Is it possible to go home again? What if that home was the last place you saw your sisters before they vanished in the blink of an eye? Would you even want to? In Laura McHugh’s sophomore novel, Arrowood (August 9; Spiegel & Grau), those questions are asked of the title character as she finds herself thrust back into the mystery that stole her youth and her sisters.
A graduate student and history buff, Arden has only to complete her thesis in order to fulfill her university requirements. Easier said than done. Dealing with a romantic fallout with one of her professors, Arden’s bad luck continues when she receives word that her father has passed away, leaving her with the surprising inheritance of the house she was raised in: Arrowood. Located in Keokuk, Iowa, Arden’s heart has always belonged to Arrowood. Rich in history and owned by her family for generations, she jumps at the opportunity to start fresh in the home she loved and was forced away from as a little girl. Encouraged by her mother, who is remarried and born again, to sell the old mansion and finish her studies, Arden feels the pull of her childhood home and can’t help but return. Her arrival becomes the talk of the town and old memories stir, the worst of which brings her back to the tragic day her twin sisters, only two-years-old at the time, went missing. Never found and the only suspect still claiming his innocence, Arden has lived with the guilt of having taken her eyes off of them for one second. Now, back in Arrowood, she wonders: Can she finally find closure or will her sisters haunt her forever?
When she’s not walking the grounds of the house or trying, unsuccessfully, to find a job, Arden is reacquainting with old friends and making new ones. Ben, her next door neighbor, and childhood sweetheart, and his sister, Lauren, welcome Arden back with open arms. Their always-seems-to-be-watching-mother, Mrs. Ferris, is less enthusiastic, but offers Arden the chance to dive into the history she loves so much by bringing her in on a charity event for the town. Heaney, the caretaker of Arrowood, and overall generous guy promises to alway be a phone call away should anything go array in the house. And Josh, the owner of a true crime website who has been seeking to talk with Arden for years about her sisters, becomes her accidental investigative partner in digging up new evidence and suspects. But the deeper Arden digs, the more she uncovers. More than new suspects and evidence. She brings to light secret infidelities, forgotten truths, hidden connections, and the resurfacing of past feelings that urge her to recall her complicated life following the disappearance of her sisters. There’s even a little romance infused in the form of a subtle triangle that begs Arden to question whether she wants what her childhood self wanted or wants what her present self needs.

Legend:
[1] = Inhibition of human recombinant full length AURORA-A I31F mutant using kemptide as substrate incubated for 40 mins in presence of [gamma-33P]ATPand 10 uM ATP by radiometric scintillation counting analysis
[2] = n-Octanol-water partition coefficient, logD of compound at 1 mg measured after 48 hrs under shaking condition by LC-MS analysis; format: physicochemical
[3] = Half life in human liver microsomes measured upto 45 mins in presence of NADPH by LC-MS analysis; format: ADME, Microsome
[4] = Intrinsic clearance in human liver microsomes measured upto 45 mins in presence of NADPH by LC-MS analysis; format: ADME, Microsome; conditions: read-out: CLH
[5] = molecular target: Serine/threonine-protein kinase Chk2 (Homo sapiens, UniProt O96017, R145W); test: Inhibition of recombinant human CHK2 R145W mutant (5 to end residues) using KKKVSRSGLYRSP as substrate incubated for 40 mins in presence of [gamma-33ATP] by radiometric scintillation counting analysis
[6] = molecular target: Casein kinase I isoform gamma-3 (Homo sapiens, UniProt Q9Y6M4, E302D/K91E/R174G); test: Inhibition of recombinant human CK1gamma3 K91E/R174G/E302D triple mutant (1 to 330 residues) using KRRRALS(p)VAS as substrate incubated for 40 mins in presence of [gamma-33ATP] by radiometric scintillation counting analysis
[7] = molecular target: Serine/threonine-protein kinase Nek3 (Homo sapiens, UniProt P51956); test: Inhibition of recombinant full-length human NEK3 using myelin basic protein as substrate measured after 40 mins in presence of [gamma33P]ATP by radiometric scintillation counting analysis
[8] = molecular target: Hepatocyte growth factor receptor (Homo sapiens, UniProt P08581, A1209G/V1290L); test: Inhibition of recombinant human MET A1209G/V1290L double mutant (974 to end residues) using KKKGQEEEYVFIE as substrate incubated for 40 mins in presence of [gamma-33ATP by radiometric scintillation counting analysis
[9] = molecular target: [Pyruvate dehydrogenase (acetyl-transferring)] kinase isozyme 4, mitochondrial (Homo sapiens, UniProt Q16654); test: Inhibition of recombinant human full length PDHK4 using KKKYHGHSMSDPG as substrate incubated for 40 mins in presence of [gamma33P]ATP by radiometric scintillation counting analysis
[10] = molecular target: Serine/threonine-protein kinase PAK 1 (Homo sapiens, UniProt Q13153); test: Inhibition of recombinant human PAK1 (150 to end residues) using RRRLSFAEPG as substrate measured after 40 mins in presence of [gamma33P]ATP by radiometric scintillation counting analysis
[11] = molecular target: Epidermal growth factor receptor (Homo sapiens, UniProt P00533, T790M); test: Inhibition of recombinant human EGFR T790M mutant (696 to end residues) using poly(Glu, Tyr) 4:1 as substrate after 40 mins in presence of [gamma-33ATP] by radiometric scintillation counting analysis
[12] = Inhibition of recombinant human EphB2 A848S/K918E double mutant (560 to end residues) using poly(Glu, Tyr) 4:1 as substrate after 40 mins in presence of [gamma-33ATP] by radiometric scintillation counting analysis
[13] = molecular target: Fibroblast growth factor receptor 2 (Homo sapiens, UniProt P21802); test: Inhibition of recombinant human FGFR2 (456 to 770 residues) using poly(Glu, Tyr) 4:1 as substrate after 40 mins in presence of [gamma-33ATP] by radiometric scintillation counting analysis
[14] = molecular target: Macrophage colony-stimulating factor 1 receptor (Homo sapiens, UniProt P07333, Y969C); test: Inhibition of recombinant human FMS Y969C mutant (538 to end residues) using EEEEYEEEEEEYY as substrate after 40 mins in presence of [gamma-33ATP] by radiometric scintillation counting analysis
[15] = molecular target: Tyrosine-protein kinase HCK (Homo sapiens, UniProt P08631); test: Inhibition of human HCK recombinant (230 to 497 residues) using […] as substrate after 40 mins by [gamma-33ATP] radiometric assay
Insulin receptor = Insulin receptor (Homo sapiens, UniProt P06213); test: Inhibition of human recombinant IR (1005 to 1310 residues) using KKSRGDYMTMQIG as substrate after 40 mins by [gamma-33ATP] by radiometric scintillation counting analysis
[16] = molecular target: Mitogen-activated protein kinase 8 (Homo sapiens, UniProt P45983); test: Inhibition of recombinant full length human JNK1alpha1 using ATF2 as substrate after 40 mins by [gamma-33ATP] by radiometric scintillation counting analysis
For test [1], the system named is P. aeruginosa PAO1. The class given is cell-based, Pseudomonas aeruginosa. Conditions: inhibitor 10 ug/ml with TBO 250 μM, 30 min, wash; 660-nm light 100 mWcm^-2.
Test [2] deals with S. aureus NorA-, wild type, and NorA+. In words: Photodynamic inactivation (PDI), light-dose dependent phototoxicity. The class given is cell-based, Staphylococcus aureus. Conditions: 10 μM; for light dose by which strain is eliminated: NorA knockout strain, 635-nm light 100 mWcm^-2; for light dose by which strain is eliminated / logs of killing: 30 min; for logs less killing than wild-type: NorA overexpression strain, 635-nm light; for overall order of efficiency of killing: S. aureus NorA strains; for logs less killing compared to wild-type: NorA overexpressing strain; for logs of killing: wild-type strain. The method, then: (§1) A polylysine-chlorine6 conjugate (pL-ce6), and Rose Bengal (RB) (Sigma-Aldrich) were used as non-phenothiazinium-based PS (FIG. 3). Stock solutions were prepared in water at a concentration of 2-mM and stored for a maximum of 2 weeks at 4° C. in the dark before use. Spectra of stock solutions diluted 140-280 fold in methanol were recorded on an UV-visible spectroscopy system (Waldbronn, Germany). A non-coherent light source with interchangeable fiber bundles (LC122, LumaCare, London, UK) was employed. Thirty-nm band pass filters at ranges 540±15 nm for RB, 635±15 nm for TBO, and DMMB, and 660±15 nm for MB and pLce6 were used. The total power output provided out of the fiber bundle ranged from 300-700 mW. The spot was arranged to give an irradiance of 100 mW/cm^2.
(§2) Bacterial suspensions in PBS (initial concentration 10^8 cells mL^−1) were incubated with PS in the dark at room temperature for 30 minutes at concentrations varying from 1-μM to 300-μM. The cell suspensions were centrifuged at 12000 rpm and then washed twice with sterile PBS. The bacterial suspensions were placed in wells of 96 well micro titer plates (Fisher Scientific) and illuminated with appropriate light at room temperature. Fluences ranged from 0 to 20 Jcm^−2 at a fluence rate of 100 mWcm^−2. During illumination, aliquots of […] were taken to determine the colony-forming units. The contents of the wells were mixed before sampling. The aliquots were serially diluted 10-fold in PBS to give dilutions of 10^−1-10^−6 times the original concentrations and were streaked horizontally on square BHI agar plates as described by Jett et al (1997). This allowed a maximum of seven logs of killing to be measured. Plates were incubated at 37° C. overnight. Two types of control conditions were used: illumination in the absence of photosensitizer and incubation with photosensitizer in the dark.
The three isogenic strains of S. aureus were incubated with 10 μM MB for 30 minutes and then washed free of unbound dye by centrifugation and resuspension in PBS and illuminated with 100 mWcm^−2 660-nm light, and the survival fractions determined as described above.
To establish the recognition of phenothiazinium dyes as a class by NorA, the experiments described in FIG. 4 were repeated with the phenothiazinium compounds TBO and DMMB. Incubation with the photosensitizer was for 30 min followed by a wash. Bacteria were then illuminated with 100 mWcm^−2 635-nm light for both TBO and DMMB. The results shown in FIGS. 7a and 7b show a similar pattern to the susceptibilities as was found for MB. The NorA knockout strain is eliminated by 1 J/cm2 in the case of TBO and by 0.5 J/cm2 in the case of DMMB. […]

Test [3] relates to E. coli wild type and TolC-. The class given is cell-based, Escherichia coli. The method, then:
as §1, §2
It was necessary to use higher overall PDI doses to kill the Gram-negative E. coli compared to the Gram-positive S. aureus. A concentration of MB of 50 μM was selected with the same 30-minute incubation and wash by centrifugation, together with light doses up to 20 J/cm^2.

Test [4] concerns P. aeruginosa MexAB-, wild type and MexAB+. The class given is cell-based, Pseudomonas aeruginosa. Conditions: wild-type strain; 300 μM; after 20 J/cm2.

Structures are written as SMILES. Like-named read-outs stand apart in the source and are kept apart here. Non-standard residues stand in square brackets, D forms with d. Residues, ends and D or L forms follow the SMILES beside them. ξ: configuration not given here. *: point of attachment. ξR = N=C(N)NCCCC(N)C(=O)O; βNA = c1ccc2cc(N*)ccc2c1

McHugh’s writing shines in the details of the title house and its surrounding locations. Her descriptions lend a hand to the reader, dropping them into the thick of the Iowa setting. The sticky humidity is felt along the rim of the pages and the creaking floorboards Arden hears echo in the back of your head. Are the ghosts of Arden’s sisters walking the halls at night or is she just hearing things? Could they still be alive, living a whole new life, unaware of the sister who continues to love and think about them everyday? These inquires plague Arden throughout the novel, pushing her into an otherwise solitary existence that is broken by the occasional outsider desperate to escort her back into the realm of possibility.
As for the mystery of who took the twins and what happened to them, McHugh offers a handful of the typical red herrings, as one should provide in a story such as Arrowood. Author Lee Child wrote that he guessed four different times of who he believed the culprit behind the girls’ disappearance was. He was wrong on all four accounts. The greatest achievement a mystery can achieve is to leave the readers guessing until the truth comes pouring out. McHugh does that. And not just until the reveal. She has you second guessing yourself until the very last page, where, if you’re not thinking, “WTF?” then you missed something.
In all, Arrowood is the story of a young woman, who though is presented to the world as a grown up, has to go back home in order to continue growing up. It is not only a mystery, but a coming-of-age tale. Both come with satisfying conclusions, in style and execution. Arden is a character you can feel for and root for. You want her to learn the truth, for her own sake as well as yours. The disappearance of her sisters left a hole in her heart, in her life. And while it may never be filled, it can still fight and love. Arden represents the hope in tragedy. She is not without guilt or faults, but she is persevering. I was a fan of McHugh’s debut novel, The Weight of Blood, and I am a fan of Arrowood. Suffice it to say I am a fan of Laura McHugh and I can’t wait to see what she brings to the table next.